You can see Diess’s full AMA here.
The issue was reported earlier this month by the Washington Post, sometimes occurring at speed with no warning, according to those that have complained to Tesla and the National Highway Traffic Safety Administration. Reuters says that on Thursday NHTSA announced that it is formally investigating the matter.
The preliminary evaluation covers 2021-2022 Tesla Model 3 and Model Y vehicles in the United States after the agency received 354 complaints about the issue over the past nine months. NHTSA said the vehicles under review have a advanced driver assistance system that Tesla calls Autopilot that allows them to brake and steer automatically within its lanes.
NHTSA said: “Complainants report that the rapid deceleration can occur without warning, at random, and often repeatedly in a single drive cycle.”
Owners say they have raised concerns with Tesla, which has dismissed the complaints saying the braking is normal, and some have called it “phantom braking”.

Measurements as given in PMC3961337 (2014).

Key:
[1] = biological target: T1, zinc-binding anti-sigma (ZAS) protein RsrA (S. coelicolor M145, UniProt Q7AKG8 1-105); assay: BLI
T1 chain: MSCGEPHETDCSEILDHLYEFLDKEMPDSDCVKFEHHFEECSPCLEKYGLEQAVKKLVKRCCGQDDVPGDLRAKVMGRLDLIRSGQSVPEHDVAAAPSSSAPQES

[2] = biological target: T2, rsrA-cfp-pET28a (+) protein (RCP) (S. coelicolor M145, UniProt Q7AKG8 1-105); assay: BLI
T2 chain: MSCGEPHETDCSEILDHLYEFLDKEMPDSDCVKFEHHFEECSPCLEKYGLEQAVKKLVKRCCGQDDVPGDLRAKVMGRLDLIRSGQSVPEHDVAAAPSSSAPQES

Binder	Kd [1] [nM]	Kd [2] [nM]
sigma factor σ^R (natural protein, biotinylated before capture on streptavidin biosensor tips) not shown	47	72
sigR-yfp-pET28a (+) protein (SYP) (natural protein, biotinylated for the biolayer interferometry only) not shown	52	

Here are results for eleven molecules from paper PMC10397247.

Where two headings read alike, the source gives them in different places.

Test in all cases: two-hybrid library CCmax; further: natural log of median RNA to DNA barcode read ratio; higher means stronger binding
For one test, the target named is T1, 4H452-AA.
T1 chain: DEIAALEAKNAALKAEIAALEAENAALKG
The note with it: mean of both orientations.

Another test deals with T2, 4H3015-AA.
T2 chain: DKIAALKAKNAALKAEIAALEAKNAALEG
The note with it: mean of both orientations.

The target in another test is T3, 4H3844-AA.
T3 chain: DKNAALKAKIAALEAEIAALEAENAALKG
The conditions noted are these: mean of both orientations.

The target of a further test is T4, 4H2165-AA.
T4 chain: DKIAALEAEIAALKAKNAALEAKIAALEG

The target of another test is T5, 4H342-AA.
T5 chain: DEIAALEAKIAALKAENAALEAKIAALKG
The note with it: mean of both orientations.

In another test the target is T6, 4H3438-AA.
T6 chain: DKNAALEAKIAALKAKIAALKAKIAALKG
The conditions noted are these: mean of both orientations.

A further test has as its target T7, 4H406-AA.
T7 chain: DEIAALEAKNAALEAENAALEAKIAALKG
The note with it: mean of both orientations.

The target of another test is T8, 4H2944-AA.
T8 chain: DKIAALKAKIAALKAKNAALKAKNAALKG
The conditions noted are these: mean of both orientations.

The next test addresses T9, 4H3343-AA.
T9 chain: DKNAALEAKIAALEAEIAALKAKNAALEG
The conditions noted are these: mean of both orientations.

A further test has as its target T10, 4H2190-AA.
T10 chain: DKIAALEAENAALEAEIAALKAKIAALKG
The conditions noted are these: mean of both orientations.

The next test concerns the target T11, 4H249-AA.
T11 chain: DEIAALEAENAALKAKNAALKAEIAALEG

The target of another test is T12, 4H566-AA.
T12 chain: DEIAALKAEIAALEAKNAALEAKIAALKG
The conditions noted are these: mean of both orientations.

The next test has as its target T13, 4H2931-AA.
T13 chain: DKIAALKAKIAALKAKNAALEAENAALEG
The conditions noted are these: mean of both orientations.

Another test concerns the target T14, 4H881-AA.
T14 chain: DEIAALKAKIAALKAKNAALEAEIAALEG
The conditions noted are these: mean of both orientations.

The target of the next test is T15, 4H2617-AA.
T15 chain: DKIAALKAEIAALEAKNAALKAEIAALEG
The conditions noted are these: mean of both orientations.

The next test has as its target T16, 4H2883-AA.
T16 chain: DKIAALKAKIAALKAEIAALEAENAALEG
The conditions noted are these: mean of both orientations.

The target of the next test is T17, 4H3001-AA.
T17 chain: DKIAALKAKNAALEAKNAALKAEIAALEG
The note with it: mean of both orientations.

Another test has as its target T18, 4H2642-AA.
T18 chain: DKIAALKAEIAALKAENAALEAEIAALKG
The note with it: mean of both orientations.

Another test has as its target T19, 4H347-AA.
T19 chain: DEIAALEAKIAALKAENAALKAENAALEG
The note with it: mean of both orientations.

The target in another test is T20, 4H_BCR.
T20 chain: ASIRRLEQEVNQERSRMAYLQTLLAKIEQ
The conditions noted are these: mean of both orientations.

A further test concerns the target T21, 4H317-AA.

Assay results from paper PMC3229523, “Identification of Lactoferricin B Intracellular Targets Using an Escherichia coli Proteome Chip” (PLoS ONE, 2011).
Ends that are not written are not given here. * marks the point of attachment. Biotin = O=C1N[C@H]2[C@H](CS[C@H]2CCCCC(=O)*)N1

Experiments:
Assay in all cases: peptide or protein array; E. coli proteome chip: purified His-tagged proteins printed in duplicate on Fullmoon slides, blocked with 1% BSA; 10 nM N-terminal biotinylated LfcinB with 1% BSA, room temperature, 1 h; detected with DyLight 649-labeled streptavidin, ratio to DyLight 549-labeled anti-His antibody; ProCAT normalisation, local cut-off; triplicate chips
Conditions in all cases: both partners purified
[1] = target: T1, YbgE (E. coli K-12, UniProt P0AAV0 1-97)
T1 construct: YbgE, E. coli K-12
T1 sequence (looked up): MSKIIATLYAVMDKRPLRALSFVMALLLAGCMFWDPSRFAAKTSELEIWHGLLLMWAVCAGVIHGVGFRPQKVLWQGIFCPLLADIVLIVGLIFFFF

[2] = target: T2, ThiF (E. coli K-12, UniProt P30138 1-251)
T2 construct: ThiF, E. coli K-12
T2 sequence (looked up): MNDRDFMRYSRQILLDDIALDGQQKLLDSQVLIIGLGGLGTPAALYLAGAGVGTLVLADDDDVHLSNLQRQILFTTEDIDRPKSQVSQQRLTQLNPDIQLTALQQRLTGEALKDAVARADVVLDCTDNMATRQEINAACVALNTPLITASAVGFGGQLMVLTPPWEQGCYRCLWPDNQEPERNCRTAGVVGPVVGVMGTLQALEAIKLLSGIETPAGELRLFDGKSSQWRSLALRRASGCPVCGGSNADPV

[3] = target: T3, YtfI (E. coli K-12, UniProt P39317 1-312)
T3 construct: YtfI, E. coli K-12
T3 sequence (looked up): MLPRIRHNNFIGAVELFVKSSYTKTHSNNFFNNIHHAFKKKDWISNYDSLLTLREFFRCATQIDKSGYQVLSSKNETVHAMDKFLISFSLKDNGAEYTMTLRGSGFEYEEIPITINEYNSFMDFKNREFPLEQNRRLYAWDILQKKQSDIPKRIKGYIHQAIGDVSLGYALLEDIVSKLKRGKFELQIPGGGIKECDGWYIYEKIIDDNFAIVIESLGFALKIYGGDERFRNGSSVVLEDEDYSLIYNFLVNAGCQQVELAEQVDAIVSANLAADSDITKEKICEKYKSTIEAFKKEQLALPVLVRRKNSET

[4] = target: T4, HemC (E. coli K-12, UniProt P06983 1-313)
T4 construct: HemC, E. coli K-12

The owner of a 2021 Tesla Model Y told NHTSA in October that while driving on a highway at 80 miles per hour “the car braked hard and deceleated from 80 mph to 69 mph in less than a second. The braking was so violent, my head snapped forward and I almost lost control of the car.”
Back in November, CNET went so far as to buy a Tesla Model Y just to review it and came away regarding it as “critically flawed” for slamming on the brakes for no clear reason, at times on the highway.
Elon Musk hates government regulation and yet his company keeps offering the best argument for it.
Elon has been tweeting in support of the Canadian truckers, and now he’s brought Hitler into it, in an apparent attack on Canadian Prime Minister Justin Trudeau. The following two paragraphs, from Bloomberg, are peak 2022 content: